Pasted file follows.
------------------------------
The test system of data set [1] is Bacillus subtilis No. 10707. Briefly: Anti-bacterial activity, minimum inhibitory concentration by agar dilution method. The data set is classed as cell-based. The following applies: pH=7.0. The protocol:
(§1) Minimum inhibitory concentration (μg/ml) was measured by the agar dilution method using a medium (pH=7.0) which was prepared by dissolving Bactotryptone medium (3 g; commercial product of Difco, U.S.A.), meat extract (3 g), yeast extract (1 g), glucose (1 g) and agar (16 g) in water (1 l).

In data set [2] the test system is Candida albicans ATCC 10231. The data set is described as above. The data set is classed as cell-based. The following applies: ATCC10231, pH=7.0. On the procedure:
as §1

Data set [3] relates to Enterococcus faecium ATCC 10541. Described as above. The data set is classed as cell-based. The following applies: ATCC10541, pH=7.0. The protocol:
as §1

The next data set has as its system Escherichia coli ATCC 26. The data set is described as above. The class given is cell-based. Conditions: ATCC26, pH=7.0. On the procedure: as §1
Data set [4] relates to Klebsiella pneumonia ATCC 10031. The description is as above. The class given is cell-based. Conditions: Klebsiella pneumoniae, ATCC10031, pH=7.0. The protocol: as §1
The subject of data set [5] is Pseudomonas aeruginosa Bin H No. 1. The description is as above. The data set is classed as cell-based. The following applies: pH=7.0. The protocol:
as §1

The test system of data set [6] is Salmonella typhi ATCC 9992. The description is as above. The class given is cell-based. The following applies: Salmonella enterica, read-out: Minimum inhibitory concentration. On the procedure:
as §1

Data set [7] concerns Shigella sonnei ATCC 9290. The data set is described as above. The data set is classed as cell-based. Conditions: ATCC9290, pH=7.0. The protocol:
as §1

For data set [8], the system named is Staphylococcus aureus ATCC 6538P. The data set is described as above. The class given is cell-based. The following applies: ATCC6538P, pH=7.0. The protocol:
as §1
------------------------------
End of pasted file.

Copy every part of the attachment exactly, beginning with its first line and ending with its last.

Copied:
The test system of data set [1] is Bacillus subtilis No. 10707. Briefly: Anti-bacterial activity, minimum inhibitory concentration by agar dilution method. The data set is classed as cell-based. The following applies: pH=7.0. The protocol:
(§1) Minimum inhibitory concentration (μg/ml) was measured by the agar dilution method using a medium (pH=7.0) which was prepared by dissolving Bactotryptone medium (3 g; commercial product of Difco, U.S.A.), meat extract (3 g), yeast extract (1 g), glucose (1 g) and agar (16 g) in water (1 l).

In data set [2] the test system is Candida albicans ATCC 10231. The data set is described as above. The data set is classed as cell-based. The following applies: ATCC10231, pH=7.0. On the procedure:
as §1

Data set [3] relates to Enterococcus faecium ATCC 10541. Described as above. The data set is classed as cell-based. The following applies: ATCC10541, pH=7.0. The protocol:
as §1

The next data set has as its system Escherichia coli ATCC 26. The data set is described as above. The class given is cell-based. Conditions: ATCC26, pH=7.0. On the procedure: as §1
Data set [4] relates to Klebsiella pneumonia ATCC 10031. The description is as above. The class given is cell-based. Conditions: Klebsiella pneumoniae, ATCC10031, pH=7.0. The protocol: as §1
The subject of data set [5] is Pseudomonas aeruginosa Bin H No. 1. The description is as above. The data set is classed as cell-based. The following applies: pH=7.0. The protocol:
as §1

The test system of data set [6] is Salmonella typhi ATCC 9992. The description is as above. The class given is cell-based. The following applies: Salmonella enterica, read-out: Minimum inhibitory concentration. On the procedure:
as §1

Data set [7] concerns Shigella sonnei ATCC 9290. The data set is described as above. The data set is classed as cell-based. Conditions: ATCC9290, pH=7.0. The protocol:
as §1

For data set [8], the system named is Staphylococcus aureus ATCC 6538P. The data set is described as above. The class given is cell-based. The following applies: ATCC6538P, pH=7.0. The protocol:
as §1